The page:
Puddle Play


One day after it rained the children went outside to play in the playground. The following videos show the children stomping in the mud, playing in the mud, feeling it between their toes, and making good ole’ fashion mud pies. While most adults would cringe at the fact that the children are playing in mud, it’s such an important video. These videos show what the children think they are doing, what they are actually doing, and what other children think the other children are doing. There are so many perspectives and opportunities for social interaction when playing in the mud! 

While the goal of this play wasn’t to get messy (you can see in the video that some of the children didn’t like getting the mud on their hands) there was still a rich learning experience occurring. We like to take advantage of weather like this, which is why each child has a pair of rain boots at the school just so we can go outside and play after it rains. In the video you can see and hear one of the children teaching another child how to “jump.” If you listen closely, you can hear one child saying, “one, two, three… jump!” With the other child trying so hard to jump with him! This is a wonderful example of how the children are teaching each other in beautiful, unstructured play.

When some parents see their child heading towards a puddle or mud pile, all they can see is dirt stained clothes and hazardous germs. However, according to Medical News Today, bacteria in mud can actually increase the quality of life in humans caused by activation of neurons in the brain that contained serotonin. According to Dr. Dennis Ownby, depriving your children of physical contact with the “dirty, outside world” is actually affecting their health negatively. There are certain germs and micro-organisms found in mud and in the outdoors that are essential for a child’s development and exposure to them lead to pure immune resistance, which means a child will be less susceptible to disease later in life.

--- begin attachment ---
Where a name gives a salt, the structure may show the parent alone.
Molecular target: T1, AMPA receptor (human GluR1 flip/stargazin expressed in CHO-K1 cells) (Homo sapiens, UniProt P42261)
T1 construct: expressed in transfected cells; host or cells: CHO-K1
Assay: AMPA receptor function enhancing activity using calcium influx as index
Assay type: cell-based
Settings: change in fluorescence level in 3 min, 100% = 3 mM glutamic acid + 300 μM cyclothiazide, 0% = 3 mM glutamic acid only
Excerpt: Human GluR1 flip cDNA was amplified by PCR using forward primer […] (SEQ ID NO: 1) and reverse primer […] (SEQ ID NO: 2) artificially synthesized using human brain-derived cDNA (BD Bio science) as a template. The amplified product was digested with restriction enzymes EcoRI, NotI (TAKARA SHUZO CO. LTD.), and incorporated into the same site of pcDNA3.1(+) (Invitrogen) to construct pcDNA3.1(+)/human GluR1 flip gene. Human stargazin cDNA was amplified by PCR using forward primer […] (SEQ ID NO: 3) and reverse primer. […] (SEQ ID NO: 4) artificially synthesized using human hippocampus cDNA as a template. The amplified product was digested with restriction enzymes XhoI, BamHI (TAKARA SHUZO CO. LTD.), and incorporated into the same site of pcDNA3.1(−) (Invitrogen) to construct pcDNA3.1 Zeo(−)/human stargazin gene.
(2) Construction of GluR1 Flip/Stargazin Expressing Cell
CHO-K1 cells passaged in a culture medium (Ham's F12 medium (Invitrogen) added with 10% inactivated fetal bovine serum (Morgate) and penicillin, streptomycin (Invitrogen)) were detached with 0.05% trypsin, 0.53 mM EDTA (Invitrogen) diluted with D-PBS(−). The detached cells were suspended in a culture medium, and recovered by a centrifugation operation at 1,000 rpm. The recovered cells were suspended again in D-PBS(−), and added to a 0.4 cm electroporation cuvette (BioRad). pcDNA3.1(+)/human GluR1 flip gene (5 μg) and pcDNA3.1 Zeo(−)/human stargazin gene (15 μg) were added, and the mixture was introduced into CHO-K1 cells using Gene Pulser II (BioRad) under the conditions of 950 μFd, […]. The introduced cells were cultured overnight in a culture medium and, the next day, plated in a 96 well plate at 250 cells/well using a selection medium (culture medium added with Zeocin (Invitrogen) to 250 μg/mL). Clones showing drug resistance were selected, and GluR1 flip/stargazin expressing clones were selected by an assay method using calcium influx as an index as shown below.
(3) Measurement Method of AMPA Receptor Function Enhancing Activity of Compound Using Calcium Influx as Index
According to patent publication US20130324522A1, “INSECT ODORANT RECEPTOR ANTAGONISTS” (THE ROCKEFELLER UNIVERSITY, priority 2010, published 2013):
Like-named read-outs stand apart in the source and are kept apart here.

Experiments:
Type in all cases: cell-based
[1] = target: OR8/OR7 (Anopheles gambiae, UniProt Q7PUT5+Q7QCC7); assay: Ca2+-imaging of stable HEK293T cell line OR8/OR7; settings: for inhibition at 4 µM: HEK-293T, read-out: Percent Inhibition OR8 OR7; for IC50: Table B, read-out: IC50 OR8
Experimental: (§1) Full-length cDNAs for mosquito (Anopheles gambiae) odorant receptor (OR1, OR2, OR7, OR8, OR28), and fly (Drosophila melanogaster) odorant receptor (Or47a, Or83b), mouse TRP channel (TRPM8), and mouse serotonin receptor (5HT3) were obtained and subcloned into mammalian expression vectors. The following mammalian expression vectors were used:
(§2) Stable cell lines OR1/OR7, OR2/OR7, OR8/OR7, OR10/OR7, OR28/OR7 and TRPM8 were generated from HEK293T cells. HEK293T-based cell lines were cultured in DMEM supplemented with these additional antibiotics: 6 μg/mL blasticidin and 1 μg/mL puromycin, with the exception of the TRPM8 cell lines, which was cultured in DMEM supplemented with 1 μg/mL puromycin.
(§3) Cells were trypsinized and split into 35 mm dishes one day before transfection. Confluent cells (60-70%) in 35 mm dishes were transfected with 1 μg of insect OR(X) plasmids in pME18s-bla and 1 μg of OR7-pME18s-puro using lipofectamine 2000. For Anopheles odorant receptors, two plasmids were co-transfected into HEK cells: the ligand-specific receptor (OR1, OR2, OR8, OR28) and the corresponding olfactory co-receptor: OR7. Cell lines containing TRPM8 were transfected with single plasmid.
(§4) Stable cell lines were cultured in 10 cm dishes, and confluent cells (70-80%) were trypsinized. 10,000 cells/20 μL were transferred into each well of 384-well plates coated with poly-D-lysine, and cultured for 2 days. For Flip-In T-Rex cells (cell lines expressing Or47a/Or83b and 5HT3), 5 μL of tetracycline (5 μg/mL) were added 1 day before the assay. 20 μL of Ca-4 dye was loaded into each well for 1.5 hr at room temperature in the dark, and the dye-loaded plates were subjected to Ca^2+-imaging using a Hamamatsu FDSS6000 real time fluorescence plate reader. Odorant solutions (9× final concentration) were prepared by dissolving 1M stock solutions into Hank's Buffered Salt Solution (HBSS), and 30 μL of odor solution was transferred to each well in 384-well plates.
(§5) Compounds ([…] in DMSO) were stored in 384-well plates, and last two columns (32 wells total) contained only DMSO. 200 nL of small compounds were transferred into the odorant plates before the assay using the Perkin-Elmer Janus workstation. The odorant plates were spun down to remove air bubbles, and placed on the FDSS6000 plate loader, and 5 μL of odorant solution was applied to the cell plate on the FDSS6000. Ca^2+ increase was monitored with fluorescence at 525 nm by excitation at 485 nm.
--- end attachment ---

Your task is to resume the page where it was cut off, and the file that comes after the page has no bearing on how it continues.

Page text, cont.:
“According to Doug Cole, there is no such thing as bad play, but it’s important to ensure rounded skill acquisition and development by allowing children to experience a balance of different types of play, including some unstructured play where they feel they are allowed to get messy.” 

Besides benefiting children’s health, playing in the mud provides an opportunity for creativity and imagination, stimulates many senses at once through sensory play, improves eye-hand coordination, allows children to observe and experiment with cause-and-effect, gives children the opportunity to engage in pretend-real-life play, leads to creativity (mud is an art medium, after all), enhances gross motor skills, and self-care knowledge!

We really do believe that children, especially children under a certain age, learn more through unstructured outdoor play than if they spent time indoors for hours every day of the week. We’ve seen it happen with our children time and time again when they learn more about the world, themselves, and each other by stomping through mud puddles, splashing around in muddy water, or just playing with mud in it’s many different forms: dry, wet, clumpy, rough, soft, or smooth!

Mud is like water play… but with way more opportunities!

Want your child to be healthier, more creative, and have well-rounded play? Encourage them to puddle hop, build a sandcastle, bake a cake, roll down a muddle bank on your side, collect tadpoles, find worms, or simply get dirty gardening!

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